Readers’ letters - February 5

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No bus services to see improvements

Oh dear!

Now it looks like the planned Chorley town centre improvements and Market Walks extension are going ahead at the expense of ‘bin’ collections, for which we are now going to be charged!

But there is another problem looming here.

Further changes and cancellation to local bus services mean that fewer people will now be able to get to the town centre to enjoy these improvements.

Those being deprived of these important bus links will also have difficulty in accessing other vital services, including doctors, libraries, opticians, hospitals, etc.

Don’t even think abut blaming the ageing population with their bus passes, who are already carrying the can as ‘bed blockers’, overloading the NHS and subsequently causing the closure of our 24- hour A&E services.

I’m certain that, given the choice, the majority of those with bus passes would willingly pay the going rate for fares to ensure that these bus services are still available to them. Unless the council can bring pressure to bear to ensure these important bus links remain, they may as well ‘bin’ any expansion 
to the town centre.

Graham Archer

Chorley

language

Defending education

I was interested in your photo of the demonstration in front of the Harris Museum and Art Gallery against the State Visit of US President Donald Trump, where a couple of banners were being displayed (LP, January 31).

To the right is a man holding up a handmade banner with the inane comment of ‘INFINATE (sic) DIVERSITY IN INFINATE (sic, again) COMBINATION’.

To the left of the photo is the banner from Uclan UCU with the bottom line being ‘Defend Education’.

I couldn’t agree more, so would the person holding up the inane banner on the right get some education and learn how to spell INFINITE?

Oh, and hold the banner the right way round like the Uclan UCU are doing.

Given the number of misspellings that I see from BBC news captions, he gives me the impression that he works for the Beeb as a caption writer.

Take today where, on the Victoria Derbyshire Show in covering the possible terrorist attack on the Louvre, the word ‘solidier’ comes up on

screen.

Well. Okay, the soldier may have stood solid, but that is no way to spell soldier.

Also why hasn’t anyone from the BBC spotted this spelling mistake and had it corrected?

Still it is not as bad as someone who posts on a website the word ‘sync’.

Readers may be lulled into thinking that this was an abbreviation for synchronisation.

It wasn’t.

It was supposed to be the word ‘since’.

I despair!

Oh, and don’t get me started on those homophones of ‘there’, ‘their’ and ‘they’re’ which some people are too lazy to look up the correct homophone for what they’re (not ‘there’, nor ‘their’) writing and thus leave the reader to do the donkey work to discover what they are really trying to say.

Yes indeed, ‘trying’ is the word for some of us.

Neil Swindlehurst

Walmer Bridge

human rights

On a Trump bandwagon?

I hope that, with all this attention on Donald Trump, the Tories don’t push any unpopular policies through as it would be ideal timing for them. Trump is a massive distraction for us in this country. At least while we focus on him we don’t need to think about issues such as poverty or social care.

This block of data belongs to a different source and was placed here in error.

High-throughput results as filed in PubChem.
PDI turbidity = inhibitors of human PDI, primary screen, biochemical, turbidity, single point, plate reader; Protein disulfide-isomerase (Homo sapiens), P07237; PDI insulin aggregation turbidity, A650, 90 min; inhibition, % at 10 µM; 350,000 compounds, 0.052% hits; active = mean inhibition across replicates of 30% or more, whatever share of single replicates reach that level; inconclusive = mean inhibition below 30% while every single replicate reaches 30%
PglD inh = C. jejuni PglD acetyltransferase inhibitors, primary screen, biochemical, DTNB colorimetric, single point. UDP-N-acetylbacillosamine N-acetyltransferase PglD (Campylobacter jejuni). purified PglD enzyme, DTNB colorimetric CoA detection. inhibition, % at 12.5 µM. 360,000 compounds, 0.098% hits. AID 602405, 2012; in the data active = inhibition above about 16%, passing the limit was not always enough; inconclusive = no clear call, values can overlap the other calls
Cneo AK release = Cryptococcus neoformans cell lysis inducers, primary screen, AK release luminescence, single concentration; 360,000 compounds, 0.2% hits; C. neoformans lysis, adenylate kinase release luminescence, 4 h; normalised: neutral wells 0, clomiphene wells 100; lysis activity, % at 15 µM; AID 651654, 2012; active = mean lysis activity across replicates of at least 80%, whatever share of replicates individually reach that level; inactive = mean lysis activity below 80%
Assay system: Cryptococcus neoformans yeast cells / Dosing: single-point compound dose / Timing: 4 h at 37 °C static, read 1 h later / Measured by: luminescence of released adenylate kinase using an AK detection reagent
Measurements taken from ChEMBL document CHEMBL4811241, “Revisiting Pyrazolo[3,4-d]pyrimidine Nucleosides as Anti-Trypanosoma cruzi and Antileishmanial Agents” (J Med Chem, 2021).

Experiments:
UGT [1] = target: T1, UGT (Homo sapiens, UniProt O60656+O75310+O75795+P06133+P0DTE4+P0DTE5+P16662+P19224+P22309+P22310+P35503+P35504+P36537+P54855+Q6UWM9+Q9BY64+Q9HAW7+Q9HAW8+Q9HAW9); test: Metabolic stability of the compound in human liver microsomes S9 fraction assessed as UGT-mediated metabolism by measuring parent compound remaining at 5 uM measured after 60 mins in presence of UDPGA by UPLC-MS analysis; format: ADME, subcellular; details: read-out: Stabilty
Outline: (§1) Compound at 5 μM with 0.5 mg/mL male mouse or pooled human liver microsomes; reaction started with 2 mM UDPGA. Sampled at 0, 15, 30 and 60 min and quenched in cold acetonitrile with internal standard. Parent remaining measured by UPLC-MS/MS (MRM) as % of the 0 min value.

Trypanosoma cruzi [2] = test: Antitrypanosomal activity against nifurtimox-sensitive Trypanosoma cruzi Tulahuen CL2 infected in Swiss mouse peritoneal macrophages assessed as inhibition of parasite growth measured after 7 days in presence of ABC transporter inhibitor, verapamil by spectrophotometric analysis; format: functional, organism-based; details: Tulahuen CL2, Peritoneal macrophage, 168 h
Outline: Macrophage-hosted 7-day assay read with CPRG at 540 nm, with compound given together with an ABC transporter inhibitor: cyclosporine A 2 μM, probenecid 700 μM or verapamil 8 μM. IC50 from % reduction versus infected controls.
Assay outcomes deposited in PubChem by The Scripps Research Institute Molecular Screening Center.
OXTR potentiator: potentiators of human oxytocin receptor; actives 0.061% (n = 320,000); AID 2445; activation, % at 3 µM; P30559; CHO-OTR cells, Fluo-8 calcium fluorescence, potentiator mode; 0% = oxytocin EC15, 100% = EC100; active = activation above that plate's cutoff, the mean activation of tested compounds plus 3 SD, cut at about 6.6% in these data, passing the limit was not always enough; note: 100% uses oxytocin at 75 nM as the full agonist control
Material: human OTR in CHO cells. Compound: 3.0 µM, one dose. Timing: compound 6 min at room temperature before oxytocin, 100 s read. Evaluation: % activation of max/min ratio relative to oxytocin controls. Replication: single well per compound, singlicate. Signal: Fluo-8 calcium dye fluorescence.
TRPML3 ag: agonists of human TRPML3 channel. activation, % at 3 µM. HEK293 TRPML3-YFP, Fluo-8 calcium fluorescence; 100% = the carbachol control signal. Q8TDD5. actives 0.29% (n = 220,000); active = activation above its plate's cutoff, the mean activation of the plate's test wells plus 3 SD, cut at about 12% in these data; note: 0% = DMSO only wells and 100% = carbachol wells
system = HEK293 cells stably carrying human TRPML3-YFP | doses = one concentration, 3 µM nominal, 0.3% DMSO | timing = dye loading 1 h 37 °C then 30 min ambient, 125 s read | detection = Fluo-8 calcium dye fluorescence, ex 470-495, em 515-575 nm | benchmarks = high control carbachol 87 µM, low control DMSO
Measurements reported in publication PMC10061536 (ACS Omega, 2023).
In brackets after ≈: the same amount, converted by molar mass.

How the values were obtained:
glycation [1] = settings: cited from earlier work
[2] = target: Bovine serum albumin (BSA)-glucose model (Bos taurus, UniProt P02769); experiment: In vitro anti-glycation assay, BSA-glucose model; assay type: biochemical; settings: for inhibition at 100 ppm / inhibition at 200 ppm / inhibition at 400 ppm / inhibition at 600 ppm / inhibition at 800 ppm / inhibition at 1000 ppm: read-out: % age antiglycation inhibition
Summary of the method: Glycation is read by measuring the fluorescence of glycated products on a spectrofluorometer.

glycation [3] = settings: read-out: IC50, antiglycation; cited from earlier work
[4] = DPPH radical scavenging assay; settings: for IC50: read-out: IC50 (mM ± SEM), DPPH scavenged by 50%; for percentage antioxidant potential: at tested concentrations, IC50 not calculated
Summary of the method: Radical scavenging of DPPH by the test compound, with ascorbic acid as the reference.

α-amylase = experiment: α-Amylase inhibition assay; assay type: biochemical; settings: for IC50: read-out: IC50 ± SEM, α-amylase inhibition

I dislike him and am baffled how he got to be nominated, let alone win to become president, yet I suspect he has also become a bandwagon that many people jump on. Do these same protesters care about Tibet, China or Zimbabwe, just to name a few countries whose residents are suffering?

He obviously shouldn’t come here for a state visit but the Queen has been host to many a despot. Trump will not be the first.

Theresa May was friendly with Trump for, I suspect, future trade deals. Why expect her to be any different? The UK Government is also very friendly to China and Saudi Arabia, two countries with massive human rights issues.

I do think a close eye should be kept on Trump.

At best, he is an egocentric businessman with zero political experience playing at being president. But, at worst – and this is what protesters fear – possibly he is a potentially dangerous fascist dictator. The world has plenty of these, and we don’t need any more. But I hope people don’t forget what happens here is also important and also, if you care about human rights affected by USA policies, why not care about human rights elsewhere in the world?

Let’s open our eyes to all the human rights abuses in the world.

Jane

Lancashire

transport

Train puzzle at Chorley Station

After LP published incidents on railway ticket fiascos, I have a question. I live in Chorley, which has three train stations. Two on the line are between Preston through Bolton to Manchester. The third station on the line goes from Preston to Manchester, passing through Wigan.

What if I buy a ticket at Buckshaw Parkway to travel to Manchester and later use the return ticket? But then I find the next train home does not stop at Buckshaw Parkway but calls at Chorley train station. Would I be committing an offence getting off at Chorley?

The other scenario is travelling from Euxton Balshaw Lane station to Manchester and decide to return on the other line to Chorley Station.

All three are within Chorley borough and the return journeys are all shorter than the outward journey.

Paul Helmn

Charnock Richard

crime

Is Yeti culprit for thefts?

Following Mark White’s report of thefts in the Garstang area and the accompanying CCTV footage (pictured, above left) of the suspect (LP, February 3), PC Matt Butcher should focus his investigation on bringing in for questioning the Abominable Snowman, commonly known as the Yeti, although thousands have tried for years without success.

Denis Lee

Ashton.